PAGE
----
Boy with Rare Disease Throws Out First Pitch at A's Game from Kansas City

Gabe ZaldivarPop Culture Lead WriterJune 12, 2013

We live in amazing times. A boy who is forced to stay home because of his rare disease still got the chance to throw out the first pitch before a major league game. 

The San Francisco Chronicle's Michael Gray (h/t CBS Sports) reports on a marvelous use of technology that helped a 13-year-old live out his dream of pitching in the majors. 

The following video gives a brief and captivating synopsis on Nick LeGrande, a boy with an immense passion for baseball who was told he would no longer be able to play the game after being diagnosed with aplastic anemia. 

As the video states, the rare blood disorder compromises LeGrande's immune system, so he is unable to be out in public, keeping him from enjoying a great deal of activities the rest of us take for granted.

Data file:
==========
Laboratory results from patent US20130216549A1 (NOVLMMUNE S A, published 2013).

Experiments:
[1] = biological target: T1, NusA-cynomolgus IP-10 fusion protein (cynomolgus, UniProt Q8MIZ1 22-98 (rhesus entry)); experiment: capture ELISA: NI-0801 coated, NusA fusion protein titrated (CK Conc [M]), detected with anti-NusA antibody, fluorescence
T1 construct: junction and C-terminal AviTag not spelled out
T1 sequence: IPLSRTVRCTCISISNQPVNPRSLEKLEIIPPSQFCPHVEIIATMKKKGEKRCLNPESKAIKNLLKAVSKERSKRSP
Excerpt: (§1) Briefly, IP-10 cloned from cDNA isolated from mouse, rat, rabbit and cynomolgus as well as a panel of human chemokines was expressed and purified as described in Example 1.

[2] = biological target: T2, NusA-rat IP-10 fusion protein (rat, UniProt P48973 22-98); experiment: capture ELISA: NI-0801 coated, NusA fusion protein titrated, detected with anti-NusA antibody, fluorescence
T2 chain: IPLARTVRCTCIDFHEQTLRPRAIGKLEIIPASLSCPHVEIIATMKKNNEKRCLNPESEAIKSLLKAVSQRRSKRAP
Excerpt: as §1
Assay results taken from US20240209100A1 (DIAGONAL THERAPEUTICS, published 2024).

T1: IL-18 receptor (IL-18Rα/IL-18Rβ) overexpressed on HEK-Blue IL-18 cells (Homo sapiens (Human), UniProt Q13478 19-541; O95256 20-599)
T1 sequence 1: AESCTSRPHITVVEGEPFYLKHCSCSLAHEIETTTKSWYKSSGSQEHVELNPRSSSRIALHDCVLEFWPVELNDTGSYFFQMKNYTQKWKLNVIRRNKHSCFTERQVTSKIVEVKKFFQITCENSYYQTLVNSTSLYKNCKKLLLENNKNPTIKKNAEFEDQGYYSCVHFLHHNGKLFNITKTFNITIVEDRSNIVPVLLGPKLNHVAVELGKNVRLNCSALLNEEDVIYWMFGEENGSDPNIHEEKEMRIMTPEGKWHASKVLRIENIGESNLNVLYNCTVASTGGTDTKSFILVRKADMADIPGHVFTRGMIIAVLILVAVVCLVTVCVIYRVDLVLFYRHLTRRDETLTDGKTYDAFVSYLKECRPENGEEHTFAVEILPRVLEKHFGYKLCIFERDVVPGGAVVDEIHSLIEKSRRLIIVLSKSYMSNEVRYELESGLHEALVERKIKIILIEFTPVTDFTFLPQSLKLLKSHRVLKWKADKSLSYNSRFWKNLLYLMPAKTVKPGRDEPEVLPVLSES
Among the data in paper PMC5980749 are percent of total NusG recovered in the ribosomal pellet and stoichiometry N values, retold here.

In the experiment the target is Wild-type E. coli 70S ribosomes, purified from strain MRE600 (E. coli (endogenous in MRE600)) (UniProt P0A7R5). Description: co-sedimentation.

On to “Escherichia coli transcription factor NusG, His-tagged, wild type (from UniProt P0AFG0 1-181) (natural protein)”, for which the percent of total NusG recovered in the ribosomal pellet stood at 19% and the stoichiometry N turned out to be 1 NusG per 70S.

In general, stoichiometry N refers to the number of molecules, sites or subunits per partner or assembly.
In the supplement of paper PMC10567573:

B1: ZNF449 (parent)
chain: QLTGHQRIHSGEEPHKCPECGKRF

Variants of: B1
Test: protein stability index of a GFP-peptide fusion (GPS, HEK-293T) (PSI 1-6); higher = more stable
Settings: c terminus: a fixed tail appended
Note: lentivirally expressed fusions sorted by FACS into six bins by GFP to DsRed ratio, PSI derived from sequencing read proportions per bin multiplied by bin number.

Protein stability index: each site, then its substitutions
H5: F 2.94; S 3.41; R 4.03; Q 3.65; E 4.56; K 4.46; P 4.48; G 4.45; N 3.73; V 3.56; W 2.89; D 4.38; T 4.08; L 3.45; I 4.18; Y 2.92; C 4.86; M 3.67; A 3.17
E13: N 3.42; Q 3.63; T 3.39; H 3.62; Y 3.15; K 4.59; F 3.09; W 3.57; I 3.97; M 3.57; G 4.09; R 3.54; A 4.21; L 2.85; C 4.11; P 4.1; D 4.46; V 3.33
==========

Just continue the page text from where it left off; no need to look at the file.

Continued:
Surely, this is the kind of disease that would squash any hope of throwing a baseball from the mound to home plate with thousands of MLB fans looking on. 

Again, we live in amazing times. 

LeGrande tossed his memorable pitch 1,800 miles away from Oakland, Calif., in Kansas City, Mo. The pitch was carried out in Oakland by a special robotic pitching machine.

Gray has more

The A’s say it’s believed to be the first telerobotic first pitch in Major League Baseball history. The same technology is used to perform remote operations aboard the International Space Station and allows doctors to perform surgery in remote areas.


The telerobotic pitching machine, meanwhile, will sit atop the pitcher’s mound in Oakland. The machine will follow Nick’s movements as he winds up and throws, allowing him to throw the pitch remotely and to see it happen at Coliseum.

The report goes on to state pitcher Ryan Cook played a vital part in bringing Google—the company helping with the ceremonial toss—and the LeGrande family together, and he was the player catching the remarkable pitch. 

While Cook settled in to take a toss from a machine, a boy who had to give up playing his favorite sport tossed a fastball all the way from Missouri. 

His smile said it all. 


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